2 In vivo Gene cloning using a host NB! NOT the same as whole animal cloning!Gene of interest inserted into a vectorusually a plasmid (circular bacterial DNA molecules)using restriction enzymes and ligationPlasmid placed in a host cell (bacterium or yeast) which reproduces rapidly, cloning the desired geneNot all the bacteria cells take up the recombinant DNA, so the host cells are usually recognised by markers
3 Reverse Transcription Bacteria cannot remove intronsReverse transcription makes DNA from mRNA (which has already had the introns removed)Uses reverse transcriptase isolated from retrovirusesMakes cDNA (complementary) from the mRNA using a primerRetroviruses are unusual – they do not only use host enzymes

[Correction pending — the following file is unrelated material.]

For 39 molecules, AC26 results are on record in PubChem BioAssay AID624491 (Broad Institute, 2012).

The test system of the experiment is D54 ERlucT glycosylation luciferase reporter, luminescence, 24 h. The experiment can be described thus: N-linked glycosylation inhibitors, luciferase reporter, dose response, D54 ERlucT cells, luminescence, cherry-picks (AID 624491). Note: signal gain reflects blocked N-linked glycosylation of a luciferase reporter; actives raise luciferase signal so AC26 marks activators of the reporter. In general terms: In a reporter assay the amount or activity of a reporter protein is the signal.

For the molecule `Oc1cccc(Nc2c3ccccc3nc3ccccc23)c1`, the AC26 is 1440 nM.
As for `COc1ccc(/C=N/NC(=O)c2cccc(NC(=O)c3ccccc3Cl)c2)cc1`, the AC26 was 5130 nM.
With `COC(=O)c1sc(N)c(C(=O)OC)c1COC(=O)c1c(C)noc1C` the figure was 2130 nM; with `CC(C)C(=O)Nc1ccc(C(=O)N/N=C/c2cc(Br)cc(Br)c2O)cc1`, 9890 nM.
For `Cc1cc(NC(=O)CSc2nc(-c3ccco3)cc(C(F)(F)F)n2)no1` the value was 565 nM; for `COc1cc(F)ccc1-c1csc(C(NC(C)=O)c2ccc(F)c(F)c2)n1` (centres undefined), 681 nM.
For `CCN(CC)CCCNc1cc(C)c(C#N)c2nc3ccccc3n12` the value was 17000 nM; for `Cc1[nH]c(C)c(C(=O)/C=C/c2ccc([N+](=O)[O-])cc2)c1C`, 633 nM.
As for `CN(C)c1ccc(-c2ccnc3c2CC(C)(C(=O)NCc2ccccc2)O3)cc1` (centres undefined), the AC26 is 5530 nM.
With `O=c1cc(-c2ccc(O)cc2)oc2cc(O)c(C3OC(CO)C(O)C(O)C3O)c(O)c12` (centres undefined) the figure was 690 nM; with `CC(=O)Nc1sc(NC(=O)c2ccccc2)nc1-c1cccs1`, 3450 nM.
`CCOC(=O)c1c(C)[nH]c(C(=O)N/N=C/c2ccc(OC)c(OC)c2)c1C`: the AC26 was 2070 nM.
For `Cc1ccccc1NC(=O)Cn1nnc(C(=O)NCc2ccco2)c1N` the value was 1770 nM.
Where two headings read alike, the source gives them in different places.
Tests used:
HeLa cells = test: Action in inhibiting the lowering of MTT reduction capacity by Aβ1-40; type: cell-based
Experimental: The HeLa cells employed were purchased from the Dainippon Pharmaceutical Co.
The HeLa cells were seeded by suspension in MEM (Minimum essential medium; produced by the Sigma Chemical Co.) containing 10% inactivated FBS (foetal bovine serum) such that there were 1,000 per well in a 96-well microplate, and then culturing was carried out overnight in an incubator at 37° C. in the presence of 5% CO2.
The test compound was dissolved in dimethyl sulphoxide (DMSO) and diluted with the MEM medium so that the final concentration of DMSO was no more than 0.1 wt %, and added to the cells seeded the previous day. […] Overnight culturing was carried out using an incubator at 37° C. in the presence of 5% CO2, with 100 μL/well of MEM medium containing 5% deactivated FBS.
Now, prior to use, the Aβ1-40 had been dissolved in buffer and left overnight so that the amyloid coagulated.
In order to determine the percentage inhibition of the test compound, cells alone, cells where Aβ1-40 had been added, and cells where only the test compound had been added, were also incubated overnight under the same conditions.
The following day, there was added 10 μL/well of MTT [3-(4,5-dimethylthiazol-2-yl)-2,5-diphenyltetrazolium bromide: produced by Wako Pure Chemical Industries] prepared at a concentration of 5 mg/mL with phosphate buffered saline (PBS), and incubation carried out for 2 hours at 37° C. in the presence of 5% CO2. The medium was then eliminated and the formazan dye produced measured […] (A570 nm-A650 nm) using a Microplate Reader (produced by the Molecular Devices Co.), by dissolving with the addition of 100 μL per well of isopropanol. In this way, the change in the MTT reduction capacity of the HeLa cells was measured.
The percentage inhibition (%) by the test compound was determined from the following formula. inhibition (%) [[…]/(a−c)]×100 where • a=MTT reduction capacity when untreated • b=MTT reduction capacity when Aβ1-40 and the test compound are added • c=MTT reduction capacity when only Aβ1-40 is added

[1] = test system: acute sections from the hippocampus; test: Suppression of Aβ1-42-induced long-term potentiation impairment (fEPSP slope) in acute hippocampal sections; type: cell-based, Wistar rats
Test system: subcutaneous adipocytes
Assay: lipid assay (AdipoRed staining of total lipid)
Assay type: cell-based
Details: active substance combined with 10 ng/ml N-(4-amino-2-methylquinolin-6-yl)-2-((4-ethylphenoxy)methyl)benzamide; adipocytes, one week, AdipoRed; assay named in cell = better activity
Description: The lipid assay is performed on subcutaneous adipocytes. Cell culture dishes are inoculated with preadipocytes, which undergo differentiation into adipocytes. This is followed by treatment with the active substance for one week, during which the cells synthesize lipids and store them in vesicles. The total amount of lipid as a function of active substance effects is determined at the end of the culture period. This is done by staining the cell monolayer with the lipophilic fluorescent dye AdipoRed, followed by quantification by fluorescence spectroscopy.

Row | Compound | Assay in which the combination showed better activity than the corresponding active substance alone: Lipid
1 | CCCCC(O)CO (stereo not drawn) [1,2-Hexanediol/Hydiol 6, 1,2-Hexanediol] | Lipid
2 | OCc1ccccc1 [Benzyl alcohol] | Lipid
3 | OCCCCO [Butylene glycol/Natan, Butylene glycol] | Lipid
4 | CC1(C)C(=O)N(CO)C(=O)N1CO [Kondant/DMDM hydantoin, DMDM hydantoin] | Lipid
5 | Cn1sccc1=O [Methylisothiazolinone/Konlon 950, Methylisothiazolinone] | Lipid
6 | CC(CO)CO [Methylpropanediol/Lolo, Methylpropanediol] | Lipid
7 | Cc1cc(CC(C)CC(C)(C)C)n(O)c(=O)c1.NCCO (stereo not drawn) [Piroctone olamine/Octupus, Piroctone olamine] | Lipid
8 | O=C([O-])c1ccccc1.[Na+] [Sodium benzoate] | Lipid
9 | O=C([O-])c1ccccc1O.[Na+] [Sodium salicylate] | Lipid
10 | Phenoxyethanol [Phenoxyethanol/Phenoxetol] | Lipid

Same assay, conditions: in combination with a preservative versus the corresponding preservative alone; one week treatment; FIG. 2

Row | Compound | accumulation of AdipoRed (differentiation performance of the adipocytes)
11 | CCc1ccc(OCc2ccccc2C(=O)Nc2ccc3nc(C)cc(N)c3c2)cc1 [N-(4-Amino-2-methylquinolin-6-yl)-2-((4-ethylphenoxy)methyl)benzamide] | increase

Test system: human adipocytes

4 Bacteria Plasmids as vectors Can be taken up by any bacterial speciesContain genes for antibiotic resistance – resistance can be used to mark the host cells
5 Step 1: Cut the DNATarget DNA and plasmids mixed with restriction enzymesRestriction enzymeDNAPlasmid same cuts compatible sticky ends
6 Step 2: LigationCompatible sticky ends anneal using ligaseLIGASE
9 Limitations Some plasmids re-anneal with themselves Not all cells take up the recombined plasmidsGene containing resistance to an antibiotic is often included with the inserted DNA – bacteria resistant to the anti-biotic have the recombinant DNA and will survive on a growing medium with antibiotic.